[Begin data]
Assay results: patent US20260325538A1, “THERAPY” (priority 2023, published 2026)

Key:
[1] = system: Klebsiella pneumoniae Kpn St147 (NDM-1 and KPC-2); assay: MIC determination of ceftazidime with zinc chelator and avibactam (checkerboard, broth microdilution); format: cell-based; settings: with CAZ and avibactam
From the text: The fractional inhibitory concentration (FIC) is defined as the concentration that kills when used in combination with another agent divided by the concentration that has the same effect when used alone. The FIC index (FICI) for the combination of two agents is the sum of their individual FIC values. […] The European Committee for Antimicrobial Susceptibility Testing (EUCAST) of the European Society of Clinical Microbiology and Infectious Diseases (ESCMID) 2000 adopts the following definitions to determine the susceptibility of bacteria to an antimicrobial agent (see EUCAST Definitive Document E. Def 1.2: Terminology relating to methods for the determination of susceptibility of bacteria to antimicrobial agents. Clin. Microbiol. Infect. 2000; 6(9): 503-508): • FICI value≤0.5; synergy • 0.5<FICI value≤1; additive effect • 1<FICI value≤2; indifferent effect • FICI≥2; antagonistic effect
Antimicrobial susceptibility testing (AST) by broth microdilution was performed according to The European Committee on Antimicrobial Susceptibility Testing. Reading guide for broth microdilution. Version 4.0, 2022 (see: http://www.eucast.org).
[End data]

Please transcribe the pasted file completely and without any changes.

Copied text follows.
Assay results: patent US20260325538A1, “THERAPY” (priority 2023, published 2026)

Key:
[1] = system: Klebsiella pneumoniae Kpn St147 (NDM-1 and KPC-2); assay: MIC determination of ceftazidime with zinc chelator and avibactam (checkerboard, broth microdilution); format: cell-based; settings: with CAZ and avibactam
From the text: The fractional inhibitory concentration (FIC) is defined as the concentration that kills when used in combination with another agent divided by the concentration that has the same effect when used alone. The FIC index (FICI) for the combination of two agents is the sum of their individual FIC values. […] The European Committee for Antimicrobial Susceptibility Testing (EUCAST) of the European Society of Clinical Microbiology and Infectious Diseases (ESCMID) 2000 adopts the following definitions to determine the susceptibility of bacteria to an antimicrobial agent (see EUCAST Definitive Document E. Def 1.2: Terminology relating to methods for the determination of susceptibility of bacteria to antimicrobial agents. Clin. Microbiol. Infect. 2000; 6(9): 503-508): • FICI value≤0.5; synergy • 0.5<FICI value≤1; additive effect • 1<FICI value≤2; indifferent effect • FICI≥2; antagonistic effect
Antimicrobial susceptibility testing (AST) by broth microdilution was performed according to The European Committee on Antimicrobial Susceptibility Testing. Reading guide for broth microdilution. Version 4.0, 2022 (see: http://www.eucast.org).